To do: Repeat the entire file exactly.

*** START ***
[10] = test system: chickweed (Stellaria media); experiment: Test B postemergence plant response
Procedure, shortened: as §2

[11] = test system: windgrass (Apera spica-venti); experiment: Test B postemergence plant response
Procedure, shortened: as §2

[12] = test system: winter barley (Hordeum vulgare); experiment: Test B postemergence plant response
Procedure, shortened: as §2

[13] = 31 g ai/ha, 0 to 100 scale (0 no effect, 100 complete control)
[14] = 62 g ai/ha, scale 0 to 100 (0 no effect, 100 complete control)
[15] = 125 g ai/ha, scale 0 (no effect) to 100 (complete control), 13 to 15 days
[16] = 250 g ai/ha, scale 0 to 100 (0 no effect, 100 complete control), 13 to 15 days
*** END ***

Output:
[10] = test system: chickweed (Stellaria media); experiment: Test B postemergence plant response
Procedure, shortened: as §2

[11] = test system: windgrass (Apera spica-venti); experiment: Test B postemergence plant response
Procedure, shortened: as §2

[12] = test system: winter barley (Hordeum vulgare); experiment: Test B postemergence plant response
Procedure, shortened: as §2

[13] = 31 g ai/ha, 0 to 100 scale (0 no effect, 100 complete control)
[14] = 62 g ai/ha, scale 0 to 100 (0 no effect, 100 complete control)
[15] = 125 g ai/ha, scale 0 (no effect) to 100 (complete control), 13 to 15 days
[16] = 250 g ai/ha, scale 0 to 100 (0 no effect, 100 complete control), 13 to 15 days